My name is ____, my zip code is _____, and I’m a member of Indivisible East Bay. I want to thank Rep. Lee for opposing funding for the border wall. I’m asking her to continue to vote against all additional funding for ICE, CBP, or wall construction. I hope she’ll also support stronger accountability for DHS. And we need to keep the administration from using its transfer and reprogramming authority as a way to treat DHS as a slush fund to increase inhumane detention programs. And I hope she will do everything possible on the bipartisan committee to keep the government open without giving into the administration’s demands for this kind of funding.

IEB members at Kamala Harris’ Kickoff

Sunday, January 27, 2019 was a beautiful day in the East Bay, and Indivisible East Bay held its monthly All Members Meeting. Oh, and also – Senator Kamala Harris kicked off her Presidential campaign in her native Oakland. Several IEB members skipped the AMM for the historic event; we bring you their impressions.

This slideshow requires JavaScript.

A preliminary note: So far, IEB’s only position in the Democratic primary is that we will support whoever wins it and do all we can to elect a new president in 2020. If you are interested in participating in a discussion about how we engage with the primary with that as our ultimate goal, please add your email to this list and we will contact you sometime in the coming months about next steps. We are also committed to creating an environment in which our members feel comfortable supporting the primary candidate of their choice regardless of what we do as an organization.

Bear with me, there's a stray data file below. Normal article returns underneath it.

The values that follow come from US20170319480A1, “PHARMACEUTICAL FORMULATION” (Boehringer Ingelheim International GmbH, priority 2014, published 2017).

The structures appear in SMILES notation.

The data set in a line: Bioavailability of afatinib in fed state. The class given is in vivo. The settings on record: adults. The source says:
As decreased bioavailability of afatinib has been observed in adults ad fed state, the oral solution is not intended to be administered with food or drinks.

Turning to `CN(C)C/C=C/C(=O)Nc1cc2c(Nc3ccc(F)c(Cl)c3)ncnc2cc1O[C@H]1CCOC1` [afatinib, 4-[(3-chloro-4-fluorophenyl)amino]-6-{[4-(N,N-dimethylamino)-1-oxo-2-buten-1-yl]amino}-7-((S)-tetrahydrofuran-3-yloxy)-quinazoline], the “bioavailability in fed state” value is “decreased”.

As all agreed, it was a massive crowd – news reports estimated 20,000, which all attendees agreed seemed extremely low. Unfortunately, entry to the event was apparently poorly organized, with huge lines thronging the streets near Frank Ogawa/Oscar Grant Plaza, so people reported waiting for a couple of hours. (The good news, as one said, was that the delay meant they only got to listen to Kamala’s speech, and not any of the warmup acts!)